By Louis Casiano
Published August 18, 2019
The office of Gov. John Bel Edwards confirmed Blanco's death. She had been battling a rare form of cancer that had spread to her liver.
The Democrat who served in state government offices for more than two decades had announced in December 2017 that she was being treated for the incurable melanoma. "I’ve had an extraordinarily full life," she said in her announcement of her terminal condition. A devout Catholic, Blanco thanked Louisiana residents for their "abiding love" during her years in public service and called it an "honor and a blessing" to lead the state during the response to Katrina and Hurricane Rita weeks later.
Blanco was the first woman to hold the post of Louisiana governor; she took office in 2004. Her career was largely defined by Katrina 20 months later, in August 2005. The storm devastated New Orleans and resulted in over 1,400 deaths and thousands being displaced.
Local leaders, as well as Blanco, were criticized for what was considered an unprepared and inadequate response. She shouldered much of the blame as pictures of flooded streets and people stranded on rooftops made news worldwide.
"I wasn’t aware in those days that there was some intentional stalling going on in Washington," Blanco said in a 2015 interview with USA Today Network. "I felt like I had to ask more times than should have been necessary.
"Katrina certainly left its mark and Rita left her mark on Louisiana. It made us tougher people though. It made us stronger," the former governor said this past July.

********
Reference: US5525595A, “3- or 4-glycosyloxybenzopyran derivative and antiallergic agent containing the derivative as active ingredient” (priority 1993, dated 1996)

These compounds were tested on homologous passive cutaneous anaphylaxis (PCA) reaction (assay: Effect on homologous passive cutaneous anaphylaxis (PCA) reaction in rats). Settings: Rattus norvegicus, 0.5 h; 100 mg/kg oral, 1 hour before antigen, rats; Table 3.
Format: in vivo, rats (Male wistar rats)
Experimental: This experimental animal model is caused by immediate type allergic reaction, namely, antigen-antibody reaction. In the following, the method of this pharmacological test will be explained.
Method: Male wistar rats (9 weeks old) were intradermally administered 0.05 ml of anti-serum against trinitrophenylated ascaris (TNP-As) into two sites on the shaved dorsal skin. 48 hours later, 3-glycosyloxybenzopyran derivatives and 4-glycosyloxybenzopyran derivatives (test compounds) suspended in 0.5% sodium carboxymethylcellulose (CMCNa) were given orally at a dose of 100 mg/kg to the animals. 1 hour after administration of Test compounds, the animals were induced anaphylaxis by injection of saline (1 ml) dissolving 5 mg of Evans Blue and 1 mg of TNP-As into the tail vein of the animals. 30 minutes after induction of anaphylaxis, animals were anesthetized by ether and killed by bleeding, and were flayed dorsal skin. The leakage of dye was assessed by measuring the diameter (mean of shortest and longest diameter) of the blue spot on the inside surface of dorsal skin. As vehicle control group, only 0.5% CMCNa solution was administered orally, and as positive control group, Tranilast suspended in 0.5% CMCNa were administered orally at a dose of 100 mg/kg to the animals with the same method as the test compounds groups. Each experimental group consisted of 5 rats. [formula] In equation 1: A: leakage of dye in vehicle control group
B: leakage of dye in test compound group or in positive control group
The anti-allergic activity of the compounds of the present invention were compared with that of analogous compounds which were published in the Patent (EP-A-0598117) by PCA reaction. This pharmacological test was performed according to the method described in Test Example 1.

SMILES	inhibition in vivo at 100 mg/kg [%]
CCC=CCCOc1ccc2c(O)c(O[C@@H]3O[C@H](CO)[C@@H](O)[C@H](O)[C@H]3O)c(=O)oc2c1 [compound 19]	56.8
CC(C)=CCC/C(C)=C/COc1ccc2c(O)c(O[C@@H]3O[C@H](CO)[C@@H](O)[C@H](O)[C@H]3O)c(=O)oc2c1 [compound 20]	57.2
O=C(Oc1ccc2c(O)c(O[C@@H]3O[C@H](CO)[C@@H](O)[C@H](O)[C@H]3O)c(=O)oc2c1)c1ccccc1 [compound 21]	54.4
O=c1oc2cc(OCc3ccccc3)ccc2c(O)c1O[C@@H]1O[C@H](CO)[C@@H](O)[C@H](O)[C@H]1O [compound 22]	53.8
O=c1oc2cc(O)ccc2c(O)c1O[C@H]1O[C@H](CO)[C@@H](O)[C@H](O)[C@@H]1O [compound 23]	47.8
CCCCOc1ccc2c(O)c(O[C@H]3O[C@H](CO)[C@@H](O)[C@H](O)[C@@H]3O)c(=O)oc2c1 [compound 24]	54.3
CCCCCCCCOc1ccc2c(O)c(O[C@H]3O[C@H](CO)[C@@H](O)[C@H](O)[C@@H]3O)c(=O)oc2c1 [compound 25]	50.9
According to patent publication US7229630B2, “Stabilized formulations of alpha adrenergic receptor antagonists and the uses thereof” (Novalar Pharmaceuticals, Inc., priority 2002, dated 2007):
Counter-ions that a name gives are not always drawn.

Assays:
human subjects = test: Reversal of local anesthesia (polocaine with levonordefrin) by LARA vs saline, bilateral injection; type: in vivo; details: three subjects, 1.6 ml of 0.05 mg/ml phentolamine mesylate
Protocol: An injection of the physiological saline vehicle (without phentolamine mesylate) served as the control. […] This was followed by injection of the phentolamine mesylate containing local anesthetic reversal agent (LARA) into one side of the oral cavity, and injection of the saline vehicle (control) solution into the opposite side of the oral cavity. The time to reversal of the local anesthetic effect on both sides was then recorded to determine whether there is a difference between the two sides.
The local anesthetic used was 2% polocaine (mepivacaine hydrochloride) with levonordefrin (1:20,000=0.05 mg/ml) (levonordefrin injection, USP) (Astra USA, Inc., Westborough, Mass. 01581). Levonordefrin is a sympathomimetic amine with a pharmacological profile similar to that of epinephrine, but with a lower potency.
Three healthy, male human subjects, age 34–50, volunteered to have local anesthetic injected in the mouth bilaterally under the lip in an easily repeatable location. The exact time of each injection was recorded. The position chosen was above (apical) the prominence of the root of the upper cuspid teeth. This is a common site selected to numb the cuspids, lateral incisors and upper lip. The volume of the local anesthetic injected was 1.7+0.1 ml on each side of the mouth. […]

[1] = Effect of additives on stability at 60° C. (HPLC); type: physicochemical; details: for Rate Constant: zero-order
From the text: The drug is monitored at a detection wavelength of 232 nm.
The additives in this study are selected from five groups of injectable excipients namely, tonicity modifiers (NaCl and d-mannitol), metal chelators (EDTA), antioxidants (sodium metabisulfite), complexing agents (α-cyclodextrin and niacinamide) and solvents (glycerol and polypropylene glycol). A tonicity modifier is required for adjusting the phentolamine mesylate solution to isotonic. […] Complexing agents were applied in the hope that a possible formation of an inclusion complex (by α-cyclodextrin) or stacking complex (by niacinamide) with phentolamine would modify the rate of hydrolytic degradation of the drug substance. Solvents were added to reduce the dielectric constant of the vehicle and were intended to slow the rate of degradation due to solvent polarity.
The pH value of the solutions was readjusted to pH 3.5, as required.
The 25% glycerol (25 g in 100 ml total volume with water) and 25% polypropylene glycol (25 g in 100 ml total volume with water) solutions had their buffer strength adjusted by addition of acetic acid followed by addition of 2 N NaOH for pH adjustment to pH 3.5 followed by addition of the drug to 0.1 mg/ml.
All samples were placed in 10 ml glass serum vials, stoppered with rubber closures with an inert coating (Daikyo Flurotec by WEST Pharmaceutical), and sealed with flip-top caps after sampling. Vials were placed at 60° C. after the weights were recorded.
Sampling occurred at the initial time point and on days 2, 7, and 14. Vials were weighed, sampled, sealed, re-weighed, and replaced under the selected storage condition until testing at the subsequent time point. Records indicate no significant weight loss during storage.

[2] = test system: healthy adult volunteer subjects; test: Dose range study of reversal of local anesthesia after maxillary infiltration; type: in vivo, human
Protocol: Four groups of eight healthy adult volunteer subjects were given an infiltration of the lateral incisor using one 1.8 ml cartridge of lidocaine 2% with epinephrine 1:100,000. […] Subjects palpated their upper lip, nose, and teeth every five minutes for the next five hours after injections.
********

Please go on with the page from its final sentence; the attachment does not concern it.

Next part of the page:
Her political career never recovered and she decided against seeking a second term.
"She was a woman of abiding faith and unconditional love for her family, Louisiana and those she served," Edwards said Sunday speaking next to first lady Donna Edwards, as the News Star newspaper reported. "Louisiana has lost a champion. Donna and I have lost a friend."
A former high school teacher, Blanco served 24 years in elected office, making her way through state politics while rarely making waves. She first served in the state House in 1984 and eventually served as lieutenant governor from 1996 to 2004 before being elected governor.
She was also the first women to serve on the Louisiana Public Service Commission.
She dropped out of the 1991 governors' race but ran a successful campaign in 2003 to defeat then-rising Republican star Bobby Jindal, who served as the state's Republican governor after Blanco.
She earned praise for raising public school teacher salaries during her tenure, as supporters said she ran a corruption-free government.
During her final months, Blanco described feeling "blessed by God" and said it was a "wonderful time for me, even though it is a time of a kind of countdown."
The Associated Press contributed to this report.